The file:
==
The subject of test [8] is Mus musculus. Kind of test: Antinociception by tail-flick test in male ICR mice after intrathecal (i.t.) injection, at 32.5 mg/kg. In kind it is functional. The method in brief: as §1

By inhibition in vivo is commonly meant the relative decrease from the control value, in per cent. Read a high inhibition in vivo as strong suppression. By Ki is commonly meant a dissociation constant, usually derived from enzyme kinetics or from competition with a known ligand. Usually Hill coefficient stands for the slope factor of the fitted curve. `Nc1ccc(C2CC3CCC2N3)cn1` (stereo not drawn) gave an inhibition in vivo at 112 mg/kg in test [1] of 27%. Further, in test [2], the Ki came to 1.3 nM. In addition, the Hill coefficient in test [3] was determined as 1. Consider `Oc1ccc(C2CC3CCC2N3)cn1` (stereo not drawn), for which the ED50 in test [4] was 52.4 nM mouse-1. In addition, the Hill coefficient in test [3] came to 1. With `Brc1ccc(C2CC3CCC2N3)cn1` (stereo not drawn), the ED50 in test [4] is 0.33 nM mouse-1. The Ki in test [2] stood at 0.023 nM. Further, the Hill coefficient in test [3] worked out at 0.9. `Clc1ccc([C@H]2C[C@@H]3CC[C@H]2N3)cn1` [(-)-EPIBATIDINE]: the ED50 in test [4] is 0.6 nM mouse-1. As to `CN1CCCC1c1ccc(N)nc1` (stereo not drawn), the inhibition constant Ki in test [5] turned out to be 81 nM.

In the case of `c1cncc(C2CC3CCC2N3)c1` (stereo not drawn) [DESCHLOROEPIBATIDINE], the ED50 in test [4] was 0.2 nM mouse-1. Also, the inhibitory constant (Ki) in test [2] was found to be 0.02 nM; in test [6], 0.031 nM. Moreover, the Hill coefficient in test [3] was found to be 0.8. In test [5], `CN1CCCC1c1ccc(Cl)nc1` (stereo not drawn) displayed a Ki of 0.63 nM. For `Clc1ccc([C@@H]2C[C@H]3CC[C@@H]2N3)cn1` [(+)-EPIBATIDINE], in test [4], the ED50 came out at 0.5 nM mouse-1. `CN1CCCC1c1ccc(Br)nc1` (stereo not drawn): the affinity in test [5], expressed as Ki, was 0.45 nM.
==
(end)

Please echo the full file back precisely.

The subject of test [8] is Mus musculus. Kind of test: Antinociception by tail-flick test in male ICR mice after intrathecal (i.t.) injection, at 32.5 mg/kg. In kind it is functional. The method in brief: as §1

By inhibition in vivo is commonly meant the relative decrease from the control value, in per cent. Read a high inhibition in vivo as strong suppression. By Ki is commonly meant a dissociation constant, usually derived from enzyme kinetics or from competition with a known ligand. Usually Hill coefficient stands for the slope factor of the fitted curve. `Nc1ccc(C2CC3CCC2N3)cn1` (stereo not drawn) gave an inhibition in vivo at 112 mg/kg in test [1] of 27%. Further, in test [2], the Ki came to 1.3 nM. In addition, the Hill coefficient in test [3] was determined as 1. Consider `Oc1ccc(C2CC3CCC2N3)cn1` (stereo not drawn), for which the ED50 in test [4] was 52.4 nM mouse-1. In addition, the Hill coefficient in test [3] came to 1. With `Brc1ccc(C2CC3CCC2N3)cn1` (stereo not drawn), the ED50 in test [4] is 0.33 nM mouse-1. The Ki in test [2] stood at 0.023 nM. Further, the Hill coefficient in test [3] worked out at 0.9. `Clc1ccc([C@H]2C[C@@H]3CC[C@H]2N3)cn1` [(-)-EPIBATIDINE]: the ED50 in test [4] is 0.6 nM mouse-1. As to `CN1CCCC1c1ccc(N)nc1` (stereo not drawn), the inhibition constant Ki in test [5] turned out to be 81 nM.

In the case of `c1cncc(C2CC3CCC2N3)c1` (stereo not drawn) [DESCHLOROEPIBATIDINE], the ED50 in test [4] was 0.2 nM mouse-1. Also, the inhibitory constant (Ki) in test [2] was found to be 0.02 nM; in test [6], 0.031 nM. Moreover, the Hill coefficient in test [3] was found to be 0.8. In test [5], `CN1CCCC1c1ccc(Cl)nc1` (stereo not drawn) displayed a Ki of 0.63 nM. For `Clc1ccc([C@@H]2C[C@H]3CC[C@@H]2N3)cn1` [(+)-EPIBATIDINE], in test [4], the ED50 came out at 0.5 nM mouse-1. `CN1CCCC1c1ccc(Br)nc1` (stereo not drawn): the affinity in test [5], expressed as Ki, was 0.45 nM.